MARCH 16, 2009
More details emerge from Flins-Mureaux
The planned Formula 1 circuit at Flins-Mureaux, near Mantes-la-Jolie to the west of Paris, is aiming to become the home of the French Grand Prix in 2011. There is still some scepticism in France regarding the project but the design of the new facility is very interesting and sets new standards in terms of ecological design standards.
The conseil general of the Yvelines departement, which is funding the circuit, asked for tenders for the design in the autumn and has now chosen the winning bid, presented by the French firm Wilmotte, which boasts offices in London, Paris and Cannes and employs 150 designers. Wilmotte decided to ally with Britain's Apex Circuit Design, headed by Clive Bowen, who has a list of circuit designs behind him including the Dubai Autodrome, the Eurasia Autodrome at Domodedovo in Russia, plus ongoing projects such as the Iceland MotoPark, the Eastern Creek Raceway in Australia, Hampton Downs in New Zealand and the new Alabama Motorsports Park in the United States. Apex has also designed international kart tracks for Bahrain and Abu Dhabi.
The conseil general asked the firms to meet a number of stringest requirements, many of them to do with the drainage of the Flins-Mureaux site, which is very tricky because of local flood legislation and fears of contamination because of a nearby water-treatment plant. They also asked that the facility be "anchored" in the existing landscape. The land picked for the project lies on the alluvial plain of the River Seine, within easy reach of the river. The soil is very fertile and the land has traditional been used for growing fruit and vegetables. However, since the 1950s this stretch of the river has become increasingly industrialised with the vast Renault factory at Flins, gravel extraction, a cement works, a factory producing roofing and paneling materials, an EADS factory where parts of the Ariane space programme are manufactured and an Elf oil storage facility. In addition to all this there is a vast new container port at Limay-Porcheville. To the west of Mantes-la-Jolie the valley takes on a much more rural nature.
The authorities were therefore keen to integrate the circuit into the landscape and Wilmotte's designers have thus retained the many trees and orchards along the river bank and placed the racing circuit close to the main Paris-Rouen railway. They have, however, incorporated access to the riverbank in the design, with avenues of trees from the track to three jettys, which will allow access to the circuit from the river. There is, nonetheless, a screen of trees to reduce the effects of noise and to hide the track from the river. The area between the circuit and the river will continue to be operated for agriculture with a variety of orchards. The track is entirely surrounded by embankments: these will do several things in addition to providing elevation for the seating (there will be 120,000 seats). They will act as noise barriers, deflecting sound upwards, while at the same time preventing any possibility of water contamination as the circuit will be entirely independent of the surrounding drainage, with all water run-off on the site going into two small lakes in the infield, which will then be discharged into the Seine having first been treated in the circuit's own water treatment facility. They will also prevent the circuit from being flooded if the Seine does overflow.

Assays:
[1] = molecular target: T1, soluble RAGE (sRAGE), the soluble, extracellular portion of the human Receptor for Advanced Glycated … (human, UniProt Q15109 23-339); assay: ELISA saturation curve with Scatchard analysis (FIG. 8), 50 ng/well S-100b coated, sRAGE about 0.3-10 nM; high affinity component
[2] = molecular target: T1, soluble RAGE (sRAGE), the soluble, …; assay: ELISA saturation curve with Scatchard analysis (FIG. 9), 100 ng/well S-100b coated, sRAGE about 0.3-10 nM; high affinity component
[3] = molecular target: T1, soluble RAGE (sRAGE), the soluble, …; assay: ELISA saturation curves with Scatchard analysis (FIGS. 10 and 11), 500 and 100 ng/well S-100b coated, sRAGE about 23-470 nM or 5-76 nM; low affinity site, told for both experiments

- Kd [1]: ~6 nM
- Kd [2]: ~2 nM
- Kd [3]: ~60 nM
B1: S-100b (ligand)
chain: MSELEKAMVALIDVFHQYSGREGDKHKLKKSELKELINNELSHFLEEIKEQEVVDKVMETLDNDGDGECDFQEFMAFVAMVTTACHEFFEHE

All construction work will use materials to fit in with the landscape. The plan includes a large main grandstand, which will incorporate a conference centre with a large amphitheatre so that the facility can generate revenues from events as well as racing and will create jobs for the local area. The roof of the conference centre and the medical centre will be planted with gardens and all the buildings will have the latest environmental technology, including solar panels above the pit buildings. These will also be used to provide shade for the VIP terrace above the pits. All heating and cooling of buildings will use heat pumps.
The biggest environmental problem for all big sporting venues is the pollution caused by cars queueing to get access to the parking. It is estimated that a race with 100,000 people, each travelling an average of 50km, produces as much as 1000 tonnes of carbon dioxide, but if there are mass transportation systems involved that can be reduced by 63%. The railway is thus vital. The plan is for the SNCF to build a special new station right beside the race track, with very long platforms The main line will pass through the middle of the station so that regular high-speed traffic will not be affected but the crowds can be ferried in from five different Paris stations at a rate of 40,000 an hour. To achieve this the plan would apparently involve the use of Metro trains rather than the regular commuter roling stock as the additional doors would speed up the flow of people.
The circuit has been designed to be deliberately compact to allow spectators to see as much of the action as possible on the 235-acre site. The 2.8-mile track itself will be able to be divided into two, with a north and a south circuit that will be able to operate independently of one another, thus making it possible to generate more income from events. The flat land means that height changes on the circuit are restricted to just 6m but the design includes an interesting "corkscrew" section with the track going backward and forwards, rising and falling as it does so. There is also a high-speed corner reminiscent of Hermann Tilke's famous Turn 8 in Istanbul.
There will be considerable parking space as well, using an old motocross track, to the south of the new station and using the vast car lots of the Flins factory will also be linked to the track.
The entire project is budgeted to cost $142m.
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